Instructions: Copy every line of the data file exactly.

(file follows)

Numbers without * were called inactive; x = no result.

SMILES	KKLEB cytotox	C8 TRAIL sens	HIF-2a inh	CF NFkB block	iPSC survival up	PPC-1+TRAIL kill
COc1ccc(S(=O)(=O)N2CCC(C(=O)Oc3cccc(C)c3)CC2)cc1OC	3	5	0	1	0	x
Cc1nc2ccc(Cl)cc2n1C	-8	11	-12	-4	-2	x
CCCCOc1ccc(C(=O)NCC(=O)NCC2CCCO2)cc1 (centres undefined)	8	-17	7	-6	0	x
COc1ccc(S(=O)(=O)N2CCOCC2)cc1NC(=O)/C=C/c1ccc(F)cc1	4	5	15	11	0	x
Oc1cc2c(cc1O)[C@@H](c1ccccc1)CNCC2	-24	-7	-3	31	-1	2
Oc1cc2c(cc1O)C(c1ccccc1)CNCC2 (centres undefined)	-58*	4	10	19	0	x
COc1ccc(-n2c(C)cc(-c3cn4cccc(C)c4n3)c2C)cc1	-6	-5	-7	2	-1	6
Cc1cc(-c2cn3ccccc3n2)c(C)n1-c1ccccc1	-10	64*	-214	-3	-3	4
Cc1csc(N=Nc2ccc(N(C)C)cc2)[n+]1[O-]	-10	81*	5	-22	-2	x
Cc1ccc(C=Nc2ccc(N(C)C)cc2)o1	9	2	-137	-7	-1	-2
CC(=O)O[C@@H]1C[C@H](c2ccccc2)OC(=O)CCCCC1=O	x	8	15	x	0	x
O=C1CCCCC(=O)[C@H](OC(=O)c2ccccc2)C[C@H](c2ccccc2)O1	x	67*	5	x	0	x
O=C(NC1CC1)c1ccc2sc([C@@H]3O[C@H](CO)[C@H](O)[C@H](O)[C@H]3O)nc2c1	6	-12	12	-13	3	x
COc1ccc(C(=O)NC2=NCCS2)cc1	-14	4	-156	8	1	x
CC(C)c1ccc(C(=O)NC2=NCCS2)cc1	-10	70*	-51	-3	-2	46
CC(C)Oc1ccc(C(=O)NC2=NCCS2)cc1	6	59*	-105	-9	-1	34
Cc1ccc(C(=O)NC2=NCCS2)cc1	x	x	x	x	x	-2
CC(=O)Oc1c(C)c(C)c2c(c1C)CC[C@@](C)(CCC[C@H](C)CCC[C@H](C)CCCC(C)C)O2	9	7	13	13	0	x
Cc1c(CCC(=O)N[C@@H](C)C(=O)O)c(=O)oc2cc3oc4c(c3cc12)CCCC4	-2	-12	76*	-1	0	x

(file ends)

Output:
Numbers without * were called inactive; x = no result.

SMILES	KKLEB cytotox	C8 TRAIL sens	HIF-2a inh	CF NFkB block	iPSC survival up	PPC-1+TRAIL kill
COc1ccc(S(=O)(=O)N2CCC(C(=O)Oc3cccc(C)c3)CC2)cc1OC	3	5	0	1	0	x
Cc1nc2ccc(Cl)cc2n1C	-8	11	-12	-4	-2	x
CCCCOc1ccc(C(=O)NCC(=O)NCC2CCCO2)cc1 (centres undefined)	8	-17	7	-6	0	x
COc1ccc(S(=O)(=O)N2CCOCC2)cc1NC(=O)/C=C/c1ccc(F)cc1	4	5	15	11	0	x
Oc1cc2c(cc1O)[C@@H](c1ccccc1)CNCC2	-24	-7	-3	31	-1	2
Oc1cc2c(cc1O)C(c1ccccc1)CNCC2 (centres undefined)	-58*	4	10	19	0	x
COc1ccc(-n2c(C)cc(-c3cn4cccc(C)c4n3)c2C)cc1	-6	-5	-7	2	-1	6
Cc1cc(-c2cn3ccccc3n2)c(C)n1-c1ccccc1	-10	64*	-214	-3	-3	4
Cc1csc(N=Nc2ccc(N(C)C)cc2)[n+]1[O-]	-10	81*	5	-22	-2	x
Cc1ccc(C=Nc2ccc(N(C)C)cc2)o1	9	2	-137	-7	-1	-2
CC(=O)O[C@@H]1C[C@H](c2ccccc2)OC(=O)CCCCC1=O	x	8	15	x	0	x
O=C1CCCCC(=O)[C@H](OC(=O)c2ccccc2)C[C@H](c2ccccc2)O1	x	67*	5	x	0	x
O=C(NC1CC1)c1ccc2sc([C@@H]3O[C@H](CO)[C@H](O)[C@H](O)[C@H]3O)nc2c1	6	-12	12	-13	3	x
COc1ccc(C(=O)NC2=NCCS2)cc1	-14	4	-156	8	1	x
CC(C)c1ccc(C(=O)NC2=NCCS2)cc1	-10	70*	-51	-3	-2	46
CC(C)Oc1ccc(C(=O)NC2=NCCS2)cc1	6	59*	-105	-9	-1	34
Cc1ccc(C(=O)NC2=NCCS2)cc1	x	x	x	x	x	-2
CC(=O)Oc1c(C)c(C)c2c(c1C)CC[C@@](C)(CCC[C@H](C)CCC[C@H](C)CCCC(C)C)O2	9	7	13	13	0	x
Cc1c(CCC(=O)N[C@@H](C)C(=O)O)c(=O)oc2cc3oc4c(c3cc12)CCCC4	-2	-12	76*	-1	0	x